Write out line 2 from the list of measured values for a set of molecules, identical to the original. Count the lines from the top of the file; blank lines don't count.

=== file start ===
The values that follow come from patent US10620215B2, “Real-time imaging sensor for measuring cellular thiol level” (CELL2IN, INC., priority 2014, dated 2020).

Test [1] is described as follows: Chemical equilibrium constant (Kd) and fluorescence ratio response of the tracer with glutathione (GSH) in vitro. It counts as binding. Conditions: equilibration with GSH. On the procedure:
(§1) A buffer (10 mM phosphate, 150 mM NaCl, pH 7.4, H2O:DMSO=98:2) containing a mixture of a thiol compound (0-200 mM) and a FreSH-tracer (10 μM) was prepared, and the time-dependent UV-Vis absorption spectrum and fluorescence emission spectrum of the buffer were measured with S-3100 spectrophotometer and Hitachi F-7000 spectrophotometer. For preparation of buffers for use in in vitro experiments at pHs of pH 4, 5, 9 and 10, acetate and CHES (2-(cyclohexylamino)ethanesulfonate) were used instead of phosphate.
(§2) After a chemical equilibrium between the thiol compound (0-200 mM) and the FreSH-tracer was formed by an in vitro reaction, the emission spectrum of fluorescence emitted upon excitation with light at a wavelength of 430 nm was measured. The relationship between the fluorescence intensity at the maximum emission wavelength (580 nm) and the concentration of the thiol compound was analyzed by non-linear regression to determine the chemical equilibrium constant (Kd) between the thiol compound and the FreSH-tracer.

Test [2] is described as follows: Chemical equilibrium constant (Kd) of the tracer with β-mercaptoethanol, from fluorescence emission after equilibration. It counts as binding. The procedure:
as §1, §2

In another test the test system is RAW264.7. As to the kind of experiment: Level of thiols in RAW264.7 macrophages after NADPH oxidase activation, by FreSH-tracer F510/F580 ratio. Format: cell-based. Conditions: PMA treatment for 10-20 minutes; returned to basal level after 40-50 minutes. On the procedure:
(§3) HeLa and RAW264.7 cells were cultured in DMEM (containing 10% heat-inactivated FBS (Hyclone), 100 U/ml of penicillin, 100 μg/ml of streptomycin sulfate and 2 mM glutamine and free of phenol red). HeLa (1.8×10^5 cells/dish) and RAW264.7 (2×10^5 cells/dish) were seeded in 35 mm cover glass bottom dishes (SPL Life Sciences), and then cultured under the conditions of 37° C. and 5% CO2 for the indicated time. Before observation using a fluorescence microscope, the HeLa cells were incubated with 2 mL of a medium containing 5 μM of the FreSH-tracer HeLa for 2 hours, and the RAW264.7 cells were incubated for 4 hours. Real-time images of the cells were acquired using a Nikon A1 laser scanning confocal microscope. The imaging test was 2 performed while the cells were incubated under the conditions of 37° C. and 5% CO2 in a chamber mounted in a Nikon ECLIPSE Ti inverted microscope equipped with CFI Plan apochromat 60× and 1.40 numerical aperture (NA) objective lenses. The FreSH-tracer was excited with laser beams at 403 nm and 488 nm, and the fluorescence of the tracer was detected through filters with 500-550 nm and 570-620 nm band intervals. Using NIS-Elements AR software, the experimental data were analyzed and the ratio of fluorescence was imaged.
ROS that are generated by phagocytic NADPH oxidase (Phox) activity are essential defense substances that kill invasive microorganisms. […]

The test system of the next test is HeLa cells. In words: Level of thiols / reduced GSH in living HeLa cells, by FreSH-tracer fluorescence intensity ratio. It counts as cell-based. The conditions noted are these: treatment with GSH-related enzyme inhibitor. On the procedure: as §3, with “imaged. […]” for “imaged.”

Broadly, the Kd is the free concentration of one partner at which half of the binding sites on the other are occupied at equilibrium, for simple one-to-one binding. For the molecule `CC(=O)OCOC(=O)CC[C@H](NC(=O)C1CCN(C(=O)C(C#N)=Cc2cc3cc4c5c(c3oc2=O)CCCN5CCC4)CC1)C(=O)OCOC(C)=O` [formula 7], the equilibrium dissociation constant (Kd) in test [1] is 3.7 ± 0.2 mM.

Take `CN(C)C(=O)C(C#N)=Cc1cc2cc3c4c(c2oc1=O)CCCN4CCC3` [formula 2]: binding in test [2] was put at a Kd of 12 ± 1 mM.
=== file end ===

Test [1] is described as follows: Chemical equilibrium constant (Kd) and fluorescence ratio response of the tracer with glutathione (GSH) in vitro. It counts as binding. Conditions: equilibration with GSH. On the procedure: